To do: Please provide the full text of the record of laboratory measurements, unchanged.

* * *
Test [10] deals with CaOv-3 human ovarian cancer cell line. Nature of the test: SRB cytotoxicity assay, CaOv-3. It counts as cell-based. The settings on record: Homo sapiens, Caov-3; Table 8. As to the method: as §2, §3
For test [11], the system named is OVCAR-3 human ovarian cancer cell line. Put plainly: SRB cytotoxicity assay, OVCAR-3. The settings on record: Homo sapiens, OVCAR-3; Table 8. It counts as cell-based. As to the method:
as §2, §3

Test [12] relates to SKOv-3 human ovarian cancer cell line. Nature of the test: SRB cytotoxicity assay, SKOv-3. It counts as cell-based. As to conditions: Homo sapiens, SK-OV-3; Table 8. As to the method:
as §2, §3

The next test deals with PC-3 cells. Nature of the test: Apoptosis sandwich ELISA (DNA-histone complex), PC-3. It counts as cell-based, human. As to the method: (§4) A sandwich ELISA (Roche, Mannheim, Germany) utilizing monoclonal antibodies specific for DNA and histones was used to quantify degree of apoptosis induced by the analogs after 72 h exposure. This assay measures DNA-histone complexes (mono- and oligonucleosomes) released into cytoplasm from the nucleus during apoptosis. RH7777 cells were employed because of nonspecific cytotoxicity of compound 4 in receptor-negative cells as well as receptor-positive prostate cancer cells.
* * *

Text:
Test [10] deals with CaOv-3 human ovarian cancer cell line. Nature of the test: SRB cytotoxicity assay, CaOv-3. It counts as cell-based. The settings on record: Homo sapiens, Caov-3; Table 8. As to the method: as §2, §3
For test [11], the system named is OVCAR-3 human ovarian cancer cell line. Put plainly: SRB cytotoxicity assay, OVCAR-3. The settings on record: Homo sapiens, OVCAR-3; Table 8. It counts as cell-based. As to the method:
as §2, §3

Test [12] relates to SKOv-3 human ovarian cancer cell line. Nature of the test: SRB cytotoxicity assay, SKOv-3. It counts as cell-based. As to conditions: Homo sapiens, SK-OV-3; Table 8. As to the method:
as §2, §3

The next test deals with PC-3 cells. Nature of the test: Apoptosis sandwich ELISA (DNA-histone complex), PC-3. It counts as cell-based, human. As to the method: (§4) A sandwich ELISA (Roche, Mannheim, Germany) utilizing monoclonal antibodies specific for DNA and histones was used to quantify degree of apoptosis induced by the analogs after 72 h exposure. This assay measures DNA-histone complexes (mono- and oligonucleosomes) released into cytoplasm from the nucleus during apoptosis. RH7777 cells were employed because of nonspecific cytotoxicity of compound 4 in receptor-negative cells as well as receptor-positive prostate cancer cells.